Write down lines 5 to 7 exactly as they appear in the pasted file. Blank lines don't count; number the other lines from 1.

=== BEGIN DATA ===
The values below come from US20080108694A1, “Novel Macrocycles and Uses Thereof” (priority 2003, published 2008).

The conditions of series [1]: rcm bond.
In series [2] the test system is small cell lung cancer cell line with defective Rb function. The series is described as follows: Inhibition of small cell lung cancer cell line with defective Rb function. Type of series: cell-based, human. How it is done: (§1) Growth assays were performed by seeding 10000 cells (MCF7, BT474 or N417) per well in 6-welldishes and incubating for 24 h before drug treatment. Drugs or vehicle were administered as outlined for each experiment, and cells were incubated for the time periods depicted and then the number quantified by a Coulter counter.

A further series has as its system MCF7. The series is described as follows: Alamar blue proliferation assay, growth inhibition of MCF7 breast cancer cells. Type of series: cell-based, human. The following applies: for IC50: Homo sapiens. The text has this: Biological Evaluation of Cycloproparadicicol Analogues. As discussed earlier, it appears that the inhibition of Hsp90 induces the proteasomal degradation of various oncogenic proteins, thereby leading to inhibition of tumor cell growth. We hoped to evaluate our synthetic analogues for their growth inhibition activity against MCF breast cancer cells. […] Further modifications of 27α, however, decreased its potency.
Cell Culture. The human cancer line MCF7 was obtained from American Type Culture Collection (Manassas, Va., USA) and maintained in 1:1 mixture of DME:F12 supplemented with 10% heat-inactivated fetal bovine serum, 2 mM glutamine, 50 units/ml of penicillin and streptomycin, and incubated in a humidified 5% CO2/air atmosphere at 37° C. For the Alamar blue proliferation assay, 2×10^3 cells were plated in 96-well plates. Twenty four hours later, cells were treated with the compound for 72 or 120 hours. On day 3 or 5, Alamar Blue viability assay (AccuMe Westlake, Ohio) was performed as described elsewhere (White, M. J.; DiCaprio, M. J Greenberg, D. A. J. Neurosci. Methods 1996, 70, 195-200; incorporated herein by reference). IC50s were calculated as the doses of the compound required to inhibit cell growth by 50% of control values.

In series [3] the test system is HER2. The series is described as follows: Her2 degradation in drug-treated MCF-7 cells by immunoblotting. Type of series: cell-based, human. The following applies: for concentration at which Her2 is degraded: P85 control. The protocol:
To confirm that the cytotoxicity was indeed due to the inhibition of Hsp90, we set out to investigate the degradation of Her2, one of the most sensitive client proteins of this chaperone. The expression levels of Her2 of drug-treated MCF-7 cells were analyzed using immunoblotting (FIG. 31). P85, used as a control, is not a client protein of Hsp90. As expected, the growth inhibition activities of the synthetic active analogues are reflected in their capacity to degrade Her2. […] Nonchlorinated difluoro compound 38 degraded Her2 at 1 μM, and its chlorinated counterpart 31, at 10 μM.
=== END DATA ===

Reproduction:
Cell Culture. The human cancer line MCF7 was obtained from American Type Culture Collection (Manassas, Va., USA) and maintained in 1:1 mixture of DME:F12 supplemented with 10% heat-inactivated fetal bovine serum, 2 mM glutamine, 50 units/ml of penicillin and streptomycin, and incubated in a humidified 5% CO2/air atmosphere at 37° C. For the Alamar blue proliferation assay, 2×10^3 cells were plated in 96-well plates. Twenty four hours later, cells were treated with the compound for 72 or 120 hours. On day 3 or 5, Alamar Blue viability assay (AccuMe Westlake, Ohio) was performed as described elsewhere (White, M. J.; DiCaprio, M. J Greenberg, D. A. J. Neurosci. Methods 1996, 70, 195-200; incorporated herein by reference). IC50s were calculated as the doses of the compound required to inhibit cell growth by 50% of control values.

In series [3] the test system is HER2. The series is described as follows: Her2 degradation in drug-treated MCF-7 cells by immunoblotting. Type of series: cell-based, human. The following applies: for concentration at which Her2 is degraded: P85 control. The protocol:
To confirm that the cytotoxicity was indeed due to the inhibition of Hsp90, we set out to investigate the degradation of Her2, one of the most sensitive client proteins of this chaperone. The expression levels of Her2 of drug-treated MCF-7 cells were analyzed using immunoblotting (FIG. 31). P85, used as a control, is not a client protein of Hsp90. As expected, the growth inhibition activities of the synthetic active analogues are reflected in their capacity to degrade Her2. […] Nonchlorinated difluoro compound 38 degraded Her2 at 1 μM, and its chlorinated counterpart 31, at 10 μM.